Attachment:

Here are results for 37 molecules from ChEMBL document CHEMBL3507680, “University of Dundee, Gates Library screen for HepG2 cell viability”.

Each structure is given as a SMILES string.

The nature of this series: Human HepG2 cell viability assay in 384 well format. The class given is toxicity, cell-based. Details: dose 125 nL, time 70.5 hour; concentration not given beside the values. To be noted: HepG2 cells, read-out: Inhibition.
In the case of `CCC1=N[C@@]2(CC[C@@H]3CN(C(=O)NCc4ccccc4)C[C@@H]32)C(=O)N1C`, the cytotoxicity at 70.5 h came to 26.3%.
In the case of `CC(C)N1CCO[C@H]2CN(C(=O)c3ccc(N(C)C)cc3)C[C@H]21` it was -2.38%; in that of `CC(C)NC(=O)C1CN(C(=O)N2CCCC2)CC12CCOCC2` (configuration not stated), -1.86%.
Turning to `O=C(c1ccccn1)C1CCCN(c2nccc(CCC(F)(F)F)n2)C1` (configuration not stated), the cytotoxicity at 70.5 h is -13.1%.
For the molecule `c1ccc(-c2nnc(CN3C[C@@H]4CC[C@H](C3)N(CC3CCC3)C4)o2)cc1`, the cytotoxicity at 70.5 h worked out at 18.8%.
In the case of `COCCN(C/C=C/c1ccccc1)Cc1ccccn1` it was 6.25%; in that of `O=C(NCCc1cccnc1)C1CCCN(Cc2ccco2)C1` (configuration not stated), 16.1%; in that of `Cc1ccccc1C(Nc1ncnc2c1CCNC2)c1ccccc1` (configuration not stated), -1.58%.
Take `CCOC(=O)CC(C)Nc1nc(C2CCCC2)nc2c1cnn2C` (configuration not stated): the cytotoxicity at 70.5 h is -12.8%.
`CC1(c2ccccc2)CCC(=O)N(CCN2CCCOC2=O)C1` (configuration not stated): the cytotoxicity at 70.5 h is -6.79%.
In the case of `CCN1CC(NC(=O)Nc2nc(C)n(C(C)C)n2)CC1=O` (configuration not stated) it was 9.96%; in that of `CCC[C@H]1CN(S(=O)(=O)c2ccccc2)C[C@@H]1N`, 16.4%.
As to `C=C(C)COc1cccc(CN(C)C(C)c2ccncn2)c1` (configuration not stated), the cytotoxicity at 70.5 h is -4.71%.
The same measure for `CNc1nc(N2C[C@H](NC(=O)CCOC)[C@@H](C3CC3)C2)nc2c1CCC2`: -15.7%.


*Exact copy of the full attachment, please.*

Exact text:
Here are results for 37 molecules from ChEMBL document CHEMBL3507680, “University of Dundee, Gates Library screen for HepG2 cell viability”.

Each structure is given as a SMILES string.

The nature of this series: Human HepG2 cell viability assay in 384 well format. The class given is toxicity, cell-based. Details: dose 125 nL, time 70.5 hour; concentration not given beside the values. To be noted: HepG2 cells, read-out: Inhibition.
In the case of `CCC1=N[C@@]2(CC[C@@H]3CN(C(=O)NCc4ccccc4)C[C@@H]32)C(=O)N1C`, the cytotoxicity at 70.5 h came to 26.3%.
In the case of `CC(C)N1CCO[C@H]2CN(C(=O)c3ccc(N(C)C)cc3)C[C@H]21` it was -2.38%; in that of `CC(C)NC(=O)C1CN(C(=O)N2CCCC2)CC12CCOCC2` (configuration not stated), -1.86%.
Turning to `O=C(c1ccccn1)C1CCCN(c2nccc(CCC(F)(F)F)n2)C1` (configuration not stated), the cytotoxicity at 70.5 h is -13.1%.
For the molecule `c1ccc(-c2nnc(CN3C[C@@H]4CC[C@H](C3)N(CC3CCC3)C4)o2)cc1`, the cytotoxicity at 70.5 h worked out at 18.8%.
In the case of `COCCN(C/C=C/c1ccccc1)Cc1ccccn1` it was 6.25%; in that of `O=C(NCCc1cccnc1)C1CCCN(Cc2ccco2)C1` (configuration not stated), 16.1%; in that of `Cc1ccccc1C(Nc1ncnc2c1CCNC2)c1ccccc1` (configuration not stated), -1.58%.
Take `CCOC(=O)CC(C)Nc1nc(C2CCCC2)nc2c1cnn2C` (configuration not stated): the cytotoxicity at 70.5 h is -12.8%.
`CC1(c2ccccc2)CCC(=O)N(CCN2CCCOC2=O)C1` (configuration not stated): the cytotoxicity at 70.5 h is -6.79%.
In the case of `CCN1CC(NC(=O)Nc2nc(C)n(C(C)C)n2)CC1=O` (configuration not stated) it was 9.96%; in that of `CCC[C@H]1CN(S(=O)(=O)c2ccccc2)C[C@@H]1N`, 16.4%.
As to `C=C(C)COc1cccc(CN(C)C(C)c2ccncn2)c1` (configuration not stated), the cytotoxicity at 70.5 h is -4.71%.
The same measure for `CNc1nc(N2C[C@H](NC(=O)CCOC)[C@@H](C3CC3)C2)nc2c1CCC2`: -15.7%.